In recent years, the National Science Foundation (NSF) in Arlington, Virginia, has struggled with the logistics of evaluating a rising number of grant proposals that has propelled funding rates to historic lows. Annual or semiannual grant deadlines lead to enormous spikes in submissions, which in turn cause headaches for the program managers who have to organize merit review panels. Now, one piece of the agency has found a potentially powerful new tool to flatten the spikes and cut the number of proposals: It can simply eliminate deadlines.

    This week, at an NSF geosciences advisory committee meeting, Assistant Director for Geosciences Roger Wakimoto revealed the preliminary results from a pilot program that got rid of grant proposal deadlines in favor of an anytime submission. The numbers were staggering. Across four grant programs, proposals dropped by 59% after deadlines were eliminated. “We’ve found something that many programs around the foundation can use,” Wakimoto told the advisory committee on 13 April.

    The idea is one of several that NSF has tested for easing the strain on the merit review system. The no deadline idea began several years ago with a small grant program for instruments and facilities within the earth sciences division of the geosciences directorate. After making the switch in 2011, the program saw a more than 50% drop in proposals—and that number has stayed down ever since.

  • How grad students get paid affects where they work

    A postdoctoral researcher, Carlee Ashley, conducts cancer research at the Sandia National Laboratory in Albuquerque, New Mexico, in 2011. Sandia researcher and University of New Mexico professor Jeff Brinker watches.

    A postdoctoral researcher, Carlee Ashley, conducts cancer research at the Sandia National Laboratory in Albuquerque, New Mexico, in 2011. Sandia researcher and University of New Mexico professor Jeff Brinker watches.

    Sandia Labs/Flickr (CC BY-NC-ND 2.0)

    It’s only one study. But a novel analysis finding a link between how U.S. graduate students in the biomedical sciences are funded and their first job after earning their Ph.D. turns one piece of conventional wisdom on its head: Students supported on a research grant are more likely to take a research job than those funded by other mechanisms.

    That finding, which appears in the July issue of Research Policy but was posted online last week, adds fuel to an already heated debate over the best way to prepare the next generation of biomedical scientists. It’s also causing some serious head scratching among researchers who study the U.S. biomedical workforce. To understand why, here’s some background on support for graduate education in the sciences.

  • Harsh grades for ‘Europe’s MIT’

    What’s the face of U.S innovation? Don’t think Bill Gates

    Thomas Hawk/Flickr (CC BY-NC 2.0)

    The European Institute of Innovation and Technology (EIT) gets poor grades from the European Union’s financial watchdog. In a report released today, the European Court of Auditors said that EIT needs some fundamental changes if it is to fulfill its job of sparking innovation in Europe.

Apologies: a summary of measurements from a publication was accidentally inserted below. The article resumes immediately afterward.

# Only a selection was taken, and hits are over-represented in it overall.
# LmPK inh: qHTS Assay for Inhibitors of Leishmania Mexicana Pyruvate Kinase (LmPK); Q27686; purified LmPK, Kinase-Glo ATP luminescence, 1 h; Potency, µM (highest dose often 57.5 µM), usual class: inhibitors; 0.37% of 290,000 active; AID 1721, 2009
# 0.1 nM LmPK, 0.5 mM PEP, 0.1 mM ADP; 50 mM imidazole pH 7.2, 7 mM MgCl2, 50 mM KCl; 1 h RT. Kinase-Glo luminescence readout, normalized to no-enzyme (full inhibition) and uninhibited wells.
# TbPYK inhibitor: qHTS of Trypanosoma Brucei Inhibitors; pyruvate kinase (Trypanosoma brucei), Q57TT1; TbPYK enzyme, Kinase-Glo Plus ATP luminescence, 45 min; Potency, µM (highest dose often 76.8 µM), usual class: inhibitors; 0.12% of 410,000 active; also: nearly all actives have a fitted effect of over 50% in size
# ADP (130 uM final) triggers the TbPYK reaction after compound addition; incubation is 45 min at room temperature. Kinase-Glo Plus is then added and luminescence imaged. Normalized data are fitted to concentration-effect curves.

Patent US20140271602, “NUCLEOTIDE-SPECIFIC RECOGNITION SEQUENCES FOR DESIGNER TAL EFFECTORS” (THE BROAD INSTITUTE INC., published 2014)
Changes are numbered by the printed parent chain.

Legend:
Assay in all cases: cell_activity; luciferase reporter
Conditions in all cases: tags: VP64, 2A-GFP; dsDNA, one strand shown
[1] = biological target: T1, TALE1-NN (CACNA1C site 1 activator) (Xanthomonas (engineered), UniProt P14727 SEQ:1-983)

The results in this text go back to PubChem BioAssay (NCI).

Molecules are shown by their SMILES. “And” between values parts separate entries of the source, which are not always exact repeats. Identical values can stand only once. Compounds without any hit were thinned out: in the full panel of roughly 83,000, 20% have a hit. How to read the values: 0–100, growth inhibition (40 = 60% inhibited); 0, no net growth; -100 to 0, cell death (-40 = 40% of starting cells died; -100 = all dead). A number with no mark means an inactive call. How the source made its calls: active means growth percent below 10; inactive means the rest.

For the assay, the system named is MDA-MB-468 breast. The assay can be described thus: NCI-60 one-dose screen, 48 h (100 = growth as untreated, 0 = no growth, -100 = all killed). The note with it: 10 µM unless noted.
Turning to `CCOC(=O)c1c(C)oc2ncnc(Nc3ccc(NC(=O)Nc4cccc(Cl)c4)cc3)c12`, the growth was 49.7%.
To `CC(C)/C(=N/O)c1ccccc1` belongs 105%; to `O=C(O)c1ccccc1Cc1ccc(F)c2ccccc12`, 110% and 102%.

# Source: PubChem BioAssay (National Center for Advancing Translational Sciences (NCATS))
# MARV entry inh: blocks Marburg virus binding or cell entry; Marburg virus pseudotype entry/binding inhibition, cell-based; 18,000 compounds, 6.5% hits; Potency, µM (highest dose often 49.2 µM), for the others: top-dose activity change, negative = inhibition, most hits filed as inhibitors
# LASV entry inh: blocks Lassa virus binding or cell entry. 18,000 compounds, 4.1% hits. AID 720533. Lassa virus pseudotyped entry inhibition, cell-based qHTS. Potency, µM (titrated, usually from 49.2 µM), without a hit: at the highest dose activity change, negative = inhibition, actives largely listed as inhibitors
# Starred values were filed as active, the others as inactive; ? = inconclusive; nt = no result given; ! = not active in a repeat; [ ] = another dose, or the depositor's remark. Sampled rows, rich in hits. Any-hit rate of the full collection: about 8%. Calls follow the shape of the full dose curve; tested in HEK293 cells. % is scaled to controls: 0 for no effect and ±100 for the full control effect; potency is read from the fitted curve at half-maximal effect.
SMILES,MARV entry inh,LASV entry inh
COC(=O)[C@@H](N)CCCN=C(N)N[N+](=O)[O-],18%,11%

EIT, officially launched in 2008, was the idea of former President of the European Commission José Manuel Barroso. He hoped that the European Union could create an institute that would help forge links between education, innovative science, and business, to overcome a perceived “innovation gap” in Europe. (The name was supposed to be reminiscent of the Massachusetts Institute of Technology in Cambridge.) The idea was widely criticized from the start, with various expert commissions concluding that it was “ill-conceived and doomed to failure” and “a politically motivated idea, starting from a wrong premise.”

    The first few years were indeed rough, says Helga Nowotny, former president of the European Research Council, a funding body for Europe’s top scientists, and an early critic of the concept. But after a couple of years and a management overhaul, she says, “in the last couple of years they have really made progress.” EIT now has five so-called Knowledge and Innovation Communities (KICs), which bring together scientists from universities, research institutes, and businesses who are focused on a given theme such as climate, sustainable energy, or digital technology. 

  • Brazil president signs law legalizing renegade cancer pill

    Brazil

    For 20 years, synthetic phosphoethanolamine was made in this University of São Paulo lab and distributed to cancer patients without regulatory approval.

    Cecilia Bastos/Jornal da USP

    Responding to political pressure and popular demand for a largely untested cancer drug, Brazilian President Dilma Rousseff signed into law today a measure that allows the renegade compound—synthetic phosphoethanolamine—to be produced and sold legally as a cancer therapy in Brazil.

    Scientists poured scorn on the decision, contending it puts patients at risk and undermines the authority of the Brazilian Health Surveillance Agency (the equivalent of the U.S. Food and Drug Administration) to regulate research and approval of new drugs based on internationally accepted safety and efficacy protocols. This was a “political decision inspired by a messianic surge of pseudoscience,” says Gustavo Fernandes, president of the Brazilian Society of Clinical Oncology in Brasília. “It was the worst possible way of dealing with this problem.”